Hellman told The Paris Review that she intended “The Little Foxes” to be the first installment of a trilogy, one play taking up with Regina, now in Europe, two decades after the action of “The Little Foxes,” and the other with Alexandra, who “was to have become maybe a spinsterish social worker, disappointed, a rather angry woman.”

In fact, she wrote a prequel to the play, “Another Part Of The Forest,” in 1946 — “The Little Foxes” dates from 1939 — but never followed her characters into the future.

It’s a fact that gives pause, as by the end of the play every familial alliance has frayed. The characters, having retreated to various individual corners within their already circumscribed lives, are isolated in newly extreme ways.

It’s a chilling illustration of the dangers of “isms” that Hellman spoke about to The Paris Review. Having defined themselves away from each other in service of their own personal “isms” — put another way, their obsessions, both narrow and all-engrossing — they’re doomed to remain, forever, ambitious and adrift.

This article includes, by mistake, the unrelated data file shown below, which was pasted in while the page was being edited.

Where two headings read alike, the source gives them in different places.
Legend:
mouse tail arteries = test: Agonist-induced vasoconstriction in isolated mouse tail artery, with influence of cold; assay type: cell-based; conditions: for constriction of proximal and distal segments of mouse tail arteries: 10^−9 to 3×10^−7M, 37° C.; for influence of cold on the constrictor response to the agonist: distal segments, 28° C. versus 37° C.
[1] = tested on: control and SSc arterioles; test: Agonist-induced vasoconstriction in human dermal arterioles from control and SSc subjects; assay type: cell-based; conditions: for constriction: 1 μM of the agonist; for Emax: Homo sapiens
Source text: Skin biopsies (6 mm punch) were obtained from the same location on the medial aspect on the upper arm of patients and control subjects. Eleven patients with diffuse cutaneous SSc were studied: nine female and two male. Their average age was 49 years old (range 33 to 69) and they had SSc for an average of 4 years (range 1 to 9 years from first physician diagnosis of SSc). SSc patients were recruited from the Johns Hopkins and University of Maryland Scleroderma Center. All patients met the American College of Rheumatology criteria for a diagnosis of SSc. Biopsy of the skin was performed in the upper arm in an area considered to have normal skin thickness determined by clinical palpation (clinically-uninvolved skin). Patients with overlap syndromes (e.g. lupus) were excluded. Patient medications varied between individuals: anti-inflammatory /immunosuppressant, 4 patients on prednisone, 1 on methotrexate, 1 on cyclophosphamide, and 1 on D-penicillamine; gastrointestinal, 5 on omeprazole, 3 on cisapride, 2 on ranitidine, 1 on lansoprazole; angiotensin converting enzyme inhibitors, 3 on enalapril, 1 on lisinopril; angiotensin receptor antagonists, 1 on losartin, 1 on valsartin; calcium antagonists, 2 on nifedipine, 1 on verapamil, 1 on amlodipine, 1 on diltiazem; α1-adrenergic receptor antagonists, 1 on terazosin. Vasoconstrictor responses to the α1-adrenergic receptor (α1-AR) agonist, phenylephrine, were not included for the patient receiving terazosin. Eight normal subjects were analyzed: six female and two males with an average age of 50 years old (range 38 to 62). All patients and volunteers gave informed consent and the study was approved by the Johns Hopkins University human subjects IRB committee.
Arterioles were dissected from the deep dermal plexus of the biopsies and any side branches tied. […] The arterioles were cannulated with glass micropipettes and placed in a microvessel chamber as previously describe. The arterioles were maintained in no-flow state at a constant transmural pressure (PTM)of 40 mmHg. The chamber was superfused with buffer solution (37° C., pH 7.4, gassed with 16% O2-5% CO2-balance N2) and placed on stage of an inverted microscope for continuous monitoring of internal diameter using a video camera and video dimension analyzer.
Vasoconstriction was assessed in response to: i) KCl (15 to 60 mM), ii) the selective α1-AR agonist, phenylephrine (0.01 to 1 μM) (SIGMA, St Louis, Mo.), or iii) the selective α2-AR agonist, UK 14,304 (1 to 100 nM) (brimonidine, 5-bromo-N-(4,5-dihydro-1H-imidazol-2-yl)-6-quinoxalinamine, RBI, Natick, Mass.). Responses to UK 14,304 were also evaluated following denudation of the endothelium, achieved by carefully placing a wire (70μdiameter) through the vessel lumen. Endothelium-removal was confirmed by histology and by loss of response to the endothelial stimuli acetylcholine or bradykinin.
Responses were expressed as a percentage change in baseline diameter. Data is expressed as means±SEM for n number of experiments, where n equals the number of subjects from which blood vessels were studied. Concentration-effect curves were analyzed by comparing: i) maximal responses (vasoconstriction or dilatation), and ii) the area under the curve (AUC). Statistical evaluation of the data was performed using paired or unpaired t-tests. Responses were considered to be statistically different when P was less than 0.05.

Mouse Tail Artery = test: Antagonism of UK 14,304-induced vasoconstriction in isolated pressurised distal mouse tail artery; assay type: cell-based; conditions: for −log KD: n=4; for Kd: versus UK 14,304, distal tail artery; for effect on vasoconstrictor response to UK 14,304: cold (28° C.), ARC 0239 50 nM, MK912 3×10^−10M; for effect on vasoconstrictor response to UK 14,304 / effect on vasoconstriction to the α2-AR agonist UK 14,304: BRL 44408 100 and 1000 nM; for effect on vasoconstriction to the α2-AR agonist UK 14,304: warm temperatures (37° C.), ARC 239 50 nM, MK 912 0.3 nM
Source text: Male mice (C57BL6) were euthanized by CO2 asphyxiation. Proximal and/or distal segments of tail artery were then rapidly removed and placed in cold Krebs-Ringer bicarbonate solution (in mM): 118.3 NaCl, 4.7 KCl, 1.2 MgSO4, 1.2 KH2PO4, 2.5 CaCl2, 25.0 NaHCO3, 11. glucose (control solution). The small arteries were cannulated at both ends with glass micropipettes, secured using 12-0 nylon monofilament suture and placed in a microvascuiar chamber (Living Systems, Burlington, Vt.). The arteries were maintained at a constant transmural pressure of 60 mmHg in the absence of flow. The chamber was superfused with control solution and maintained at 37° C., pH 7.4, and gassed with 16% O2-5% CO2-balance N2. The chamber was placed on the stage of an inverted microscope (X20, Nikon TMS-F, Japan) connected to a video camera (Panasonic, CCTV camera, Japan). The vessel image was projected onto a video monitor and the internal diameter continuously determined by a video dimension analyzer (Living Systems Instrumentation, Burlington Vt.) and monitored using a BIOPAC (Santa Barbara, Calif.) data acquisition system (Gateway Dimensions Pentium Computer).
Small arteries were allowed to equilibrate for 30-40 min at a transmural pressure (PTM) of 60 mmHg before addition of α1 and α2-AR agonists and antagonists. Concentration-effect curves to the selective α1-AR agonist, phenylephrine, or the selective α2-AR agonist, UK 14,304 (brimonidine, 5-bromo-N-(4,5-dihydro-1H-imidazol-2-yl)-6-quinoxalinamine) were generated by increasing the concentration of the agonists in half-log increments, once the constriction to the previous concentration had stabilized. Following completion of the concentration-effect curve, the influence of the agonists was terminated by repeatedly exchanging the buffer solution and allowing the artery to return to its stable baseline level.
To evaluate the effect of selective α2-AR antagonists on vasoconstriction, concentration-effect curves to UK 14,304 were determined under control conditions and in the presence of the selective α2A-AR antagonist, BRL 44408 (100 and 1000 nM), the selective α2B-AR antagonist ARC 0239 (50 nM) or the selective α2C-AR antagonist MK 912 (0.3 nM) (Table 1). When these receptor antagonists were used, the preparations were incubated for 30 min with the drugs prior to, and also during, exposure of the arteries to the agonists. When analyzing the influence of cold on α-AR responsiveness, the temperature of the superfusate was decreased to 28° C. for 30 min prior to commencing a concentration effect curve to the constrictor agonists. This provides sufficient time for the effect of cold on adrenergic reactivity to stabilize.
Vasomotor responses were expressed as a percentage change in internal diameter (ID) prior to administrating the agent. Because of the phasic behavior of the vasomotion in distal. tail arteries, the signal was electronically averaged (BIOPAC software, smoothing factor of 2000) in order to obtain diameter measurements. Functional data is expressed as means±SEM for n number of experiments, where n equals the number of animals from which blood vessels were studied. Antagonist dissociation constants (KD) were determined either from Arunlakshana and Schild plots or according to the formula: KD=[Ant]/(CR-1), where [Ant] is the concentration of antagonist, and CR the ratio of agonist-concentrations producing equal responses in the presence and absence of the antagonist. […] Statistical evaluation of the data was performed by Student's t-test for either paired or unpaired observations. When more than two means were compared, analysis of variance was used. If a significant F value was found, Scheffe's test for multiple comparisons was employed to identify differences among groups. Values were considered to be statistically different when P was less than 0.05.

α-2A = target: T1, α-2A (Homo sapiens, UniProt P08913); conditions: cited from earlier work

Hellman could have saved them, but something about them didn’t make her want to give the effort; “I’m tired of the people of ‘The Little Foxes,’” she said. In the deft hands of Linney, Nixon and their skilled colleagues, the audience is in little danger of feeling the same. But we can imagine, palpably, the characters’ exhaustion with themselves. Seen from the outside, it’s a tremendous thrill.

Talya Zax is the Forward’s culture fellow. Follow her on Twitter, @TalyaZax

Lillian Hellman’s ‘Little Foxes’ Dilemma Explained


Talya Zax

Talya Zax

Talya Zax is the Forward’s deputy culture editor. Contact her at zax@forward.com or on Twitter, @TalyaZax .

Recommend this article

Why Did Lillian Hellman Get Sick Of ‘The Little Foxes’?

Thank you!

This article has been sent!